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  • Writer's pictureChris Hedges

Serve Like Jesus

Now before the Feast of the Passover, when Jesus knew that his hour had come to depart out of this world to the Father, having loved his own who were in the world, he loved them to the end. During supper, when the devil had already put it into the heart of Judas Iscariot, Simon’s son, to betray him, Jesus, knowing that the Father had given all things into his hands, and that he had come from God and was going back to God, rose from supper. He laid aside his outer garments, and taking a towel, tied it around his waist (John 13:1–4, ESV).

It was time.

John 13:1 tells us, “Jesus knew that his hour had come to depart out of this world to the Father.” The hour had come—the hour for suffering and atonement.

The feedings were over. No more miracles. No more healings. No more mountainside sermons. No more calming storms. All of that was in the past.

Just Jesus, in a room with twelve men who would change the world. The Upper Room Discourse was Jesus’ pregame speech, the final chalk talk. Amazingly, though, knowing His time had come, the first thing Jesus said was nothing. The first thing He communicated was through action.

He could have saved some premium miracle or an unforgettable sermon He’d kept tucked away for the occasion. He could have said something like, “You thought the Transfiguration was cool? Watch Judas’s face melt.” He could have done that. He didn’t.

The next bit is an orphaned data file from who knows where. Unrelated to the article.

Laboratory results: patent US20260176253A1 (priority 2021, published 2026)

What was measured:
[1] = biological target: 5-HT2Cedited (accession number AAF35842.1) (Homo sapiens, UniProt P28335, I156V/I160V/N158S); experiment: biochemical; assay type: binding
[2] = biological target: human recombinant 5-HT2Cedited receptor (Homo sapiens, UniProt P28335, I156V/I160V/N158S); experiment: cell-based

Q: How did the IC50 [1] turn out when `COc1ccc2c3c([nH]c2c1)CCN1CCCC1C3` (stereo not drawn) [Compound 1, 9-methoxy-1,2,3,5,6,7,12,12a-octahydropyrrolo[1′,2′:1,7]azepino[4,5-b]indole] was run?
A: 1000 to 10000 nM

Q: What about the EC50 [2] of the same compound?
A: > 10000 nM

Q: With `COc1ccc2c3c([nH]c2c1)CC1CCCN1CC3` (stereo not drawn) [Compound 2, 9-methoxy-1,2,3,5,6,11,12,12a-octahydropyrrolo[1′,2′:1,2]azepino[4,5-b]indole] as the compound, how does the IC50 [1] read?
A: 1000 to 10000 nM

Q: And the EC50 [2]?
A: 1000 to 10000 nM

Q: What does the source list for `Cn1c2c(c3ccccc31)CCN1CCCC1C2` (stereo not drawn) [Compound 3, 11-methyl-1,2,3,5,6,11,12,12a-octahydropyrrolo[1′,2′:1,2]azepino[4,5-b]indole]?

What He did was the biggest act of humility in all of God’s Word. He washed the disciples’ filthy feet.

Notice the timing (when He served). In John 13:1–2, the Holy Spirit inspired John to carefully denote the time signatures: now, before, when, hour, to the end, during. It’s not just that Jesus humbled Himself; it’s when He did it. He did it within 24 hours of the cross. Within three or four hours of the Garden of Gethsemane. Knowing His arrest was imminent. Knowing what was coming: the mockery, the spit, the crown of thorns, the sign over His head, the dark sky, His sorrowing mother at His feet, the sword in His side. The greatest single act of humility came at the greatest time of possible pressure and pain. The lesson for us is this: When it’s hardest to love, humble yourself.

And notice the motivation (why He served). We aren’t often privy to Jesus’ thoughts, but here, we know exactly what He’s thinking: “that the Father had given all things into his hands, and that he had come from God and was going back to God” (13:3). In Jesus’ mind was this: I know how this ends. I know this won’t last forever. I know this isn’t my ultimate, final fate. I came from the Father, and I’m going back home. These are thoughts of authority and identity. He knew who He was. He knew how all this would end. The lesson for us is this: The promises of God shape our present and are our future reality.

Like Jesus, look at the big picture and humble yourself. You know who you are. You know whose you are. You know how this will all end. You know where you’re going. That perspective enables you to do some difficult things—like humbling yourself.

And notice the actions (how He served). John 13:4–5 includes seven action verbs: rose, laid, took, tied, poured, wash, and wipe. Jesus worked. And this was such serious, dirty work that He changed into slave clothes. Can we dispense once and for all with the idyllic picture that washing the feet was a symbolic ceremony? He didn’t use all-purpose cleaning spray and wet wipes. He scrubbed the bottoms of their feet. He washed between their toes. Knowing Jesus, we can assume He did a really good job. This wasn’t a ceremony. It was grimy, sweaty, humbling, difficult, smelly, time-consuming work.

And that’s what we’re called to do. To humble ourselves and serve, as Jesus did.

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